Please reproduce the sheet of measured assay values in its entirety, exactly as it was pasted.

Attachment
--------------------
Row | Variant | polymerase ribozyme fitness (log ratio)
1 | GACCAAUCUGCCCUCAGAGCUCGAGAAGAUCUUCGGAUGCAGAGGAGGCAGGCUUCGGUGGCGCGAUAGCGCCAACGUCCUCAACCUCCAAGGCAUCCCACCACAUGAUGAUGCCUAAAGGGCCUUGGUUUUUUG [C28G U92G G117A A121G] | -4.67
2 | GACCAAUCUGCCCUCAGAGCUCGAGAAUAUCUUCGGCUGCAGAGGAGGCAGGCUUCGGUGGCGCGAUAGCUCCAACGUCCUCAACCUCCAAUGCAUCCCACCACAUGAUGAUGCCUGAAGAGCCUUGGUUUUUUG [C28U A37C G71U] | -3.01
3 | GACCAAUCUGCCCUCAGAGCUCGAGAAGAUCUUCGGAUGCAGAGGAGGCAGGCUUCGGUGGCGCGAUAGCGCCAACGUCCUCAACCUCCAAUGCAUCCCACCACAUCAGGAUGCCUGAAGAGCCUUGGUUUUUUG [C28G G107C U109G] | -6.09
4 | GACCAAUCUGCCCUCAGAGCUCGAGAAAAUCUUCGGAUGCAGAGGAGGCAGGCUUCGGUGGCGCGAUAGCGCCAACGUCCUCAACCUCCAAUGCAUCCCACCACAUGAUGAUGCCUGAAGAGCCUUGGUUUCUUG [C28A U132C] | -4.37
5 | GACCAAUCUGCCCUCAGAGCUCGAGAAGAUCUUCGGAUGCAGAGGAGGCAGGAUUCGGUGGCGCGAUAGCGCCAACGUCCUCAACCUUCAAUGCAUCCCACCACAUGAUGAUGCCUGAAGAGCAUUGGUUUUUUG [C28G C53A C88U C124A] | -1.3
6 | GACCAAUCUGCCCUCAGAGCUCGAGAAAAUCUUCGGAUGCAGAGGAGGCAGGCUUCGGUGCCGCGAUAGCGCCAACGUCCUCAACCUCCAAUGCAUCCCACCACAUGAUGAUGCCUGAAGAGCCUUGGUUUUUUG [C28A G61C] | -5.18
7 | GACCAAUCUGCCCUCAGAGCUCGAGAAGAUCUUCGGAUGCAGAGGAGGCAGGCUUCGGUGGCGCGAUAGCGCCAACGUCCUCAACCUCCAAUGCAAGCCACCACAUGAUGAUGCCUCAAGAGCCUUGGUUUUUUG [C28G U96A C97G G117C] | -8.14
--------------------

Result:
Row | Variant | polymerase ribozyme fitness (log ratio)
1 | GACCAAUCUGCCCUCAGAGCUCGAGAAGAUCUUCGGAUGCAGAGGAGGCAGGCUUCGGUGGCGCGAUAGCGCCAACGUCCUCAACCUCCAAGGCAUCCCACCACAUGAUGAUGCCUAAAGGGCCUUGGUUUUUUG [C28G U92G G117A A121G] | -4.67
2 | GACCAAUCUGCCCUCAGAGCUCGAGAAUAUCUUCGGCUGCAGAGGAGGCAGGCUUCGGUGGCGCGAUAGCUCCAACGUCCUCAACCUCCAAUGCAUCCCACCACAUGAUGAUGCCUGAAGAGCCUUGGUUUUUUG [C28U A37C G71U] | -3.01
3 | GACCAAUCUGCCCUCAGAGCUCGAGAAGAUCUUCGGAUGCAGAGGAGGCAGGCUUCGGUGGCGCGAUAGCGCCAACGUCCUCAACCUCCAAUGCAUCCCACCACAUCAGGAUGCCUGAAGAGCCUUGGUUUUUUG [C28G G107C U109G] | -6.09
4 | GACCAAUCUGCCCUCAGAGCUCGAGAAAAUCUUCGGAUGCAGAGGAGGCAGGCUUCGGUGGCGCGAUAGCGCCAACGUCCUCAACCUCCAAUGCAUCCCACCACAUGAUGAUGCCUGAAGAGCCUUGGUUUCUUG [C28A U132C] | -4.37
5 | GACCAAUCUGCCCUCAGAGCUCGAGAAGAUCUUCGGAUGCAGAGGAGGCAGGAUUCGGUGGCGCGAUAGCGCCAACGUCCUCAACCUUCAAUGCAUCCCACCACAUGAUGAUGCCUGAAGAGCAUUGGUUUUUUG [C28G C53A C88U C124A] | -1.3
6 | GACCAAUCUGCCCUCAGAGCUCGAGAAAAUCUUCGGAUGCAGAGGAGGCAGGCUUCGGUGCCGCGAUAGCGCCAACGUCCUCAACCUCCAAUGCAUCCCACCACAUGAUGAUGCCUGAAGAGCCUUGGUUUUUUG [C28A G61C] | -5.18
7 | GACCAAUCUGCCCUCAGAGCUCGAGAAGAUCUUCGGAUGCAGAGGAGGCAGGCUUCGGUGGCGCGAUAGCGCCAACGUCCUCAACCUCCAAUGCAAGCCACCACAUGAUGAUGCCUCAAGAGCCUUGGUUUUUUG [C28G U96A C97G G117C] | -8.14